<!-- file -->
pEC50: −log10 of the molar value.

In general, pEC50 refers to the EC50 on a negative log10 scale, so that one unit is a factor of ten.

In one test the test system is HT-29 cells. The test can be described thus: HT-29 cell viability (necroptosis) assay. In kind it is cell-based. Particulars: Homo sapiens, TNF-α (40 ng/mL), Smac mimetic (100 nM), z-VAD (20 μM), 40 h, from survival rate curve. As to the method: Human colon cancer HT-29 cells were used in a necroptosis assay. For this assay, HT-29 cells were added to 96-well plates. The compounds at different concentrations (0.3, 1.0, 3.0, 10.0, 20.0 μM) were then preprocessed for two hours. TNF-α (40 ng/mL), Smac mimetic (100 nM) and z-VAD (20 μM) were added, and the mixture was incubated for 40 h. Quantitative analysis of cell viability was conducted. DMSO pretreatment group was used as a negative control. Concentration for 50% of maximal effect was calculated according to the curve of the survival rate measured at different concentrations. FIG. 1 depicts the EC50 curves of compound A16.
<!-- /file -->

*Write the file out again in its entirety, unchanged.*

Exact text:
pEC50: −log10 of the molar value.

In general, pEC50 refers to the EC50 on a negative log10 scale, so that one unit is a factor of ten.

In one test the test system is HT-29 cells. The test can be described thus: HT-29 cell viability (necroptosis) assay. In kind it is cell-based. Particulars: Homo sapiens, TNF-α (40 ng/mL), Smac mimetic (100 nM), z-VAD (20 μM), 40 h, from survival rate curve. As to the method: Human colon cancer HT-29 cells were used in a necroptosis assay. For this assay, HT-29 cells were added to 96-well plates. The compounds at different concentrations (0.3, 1.0, 3.0, 10.0, 20.0 μM) were then preprocessed for two hours. TNF-α (40 ng/mL), Smac mimetic (100 nM) and z-VAD (20 μM) were added, and the mixture was incubated for 40 h. Quantitative analysis of cell viability was conducted. DMSO pretreatment group was used as a negative control. Concentration for 50% of maximal effect was calculated according to the curve of the survival rate measured at different concentrations. FIG. 1 depicts the EC50 curves of compound A16.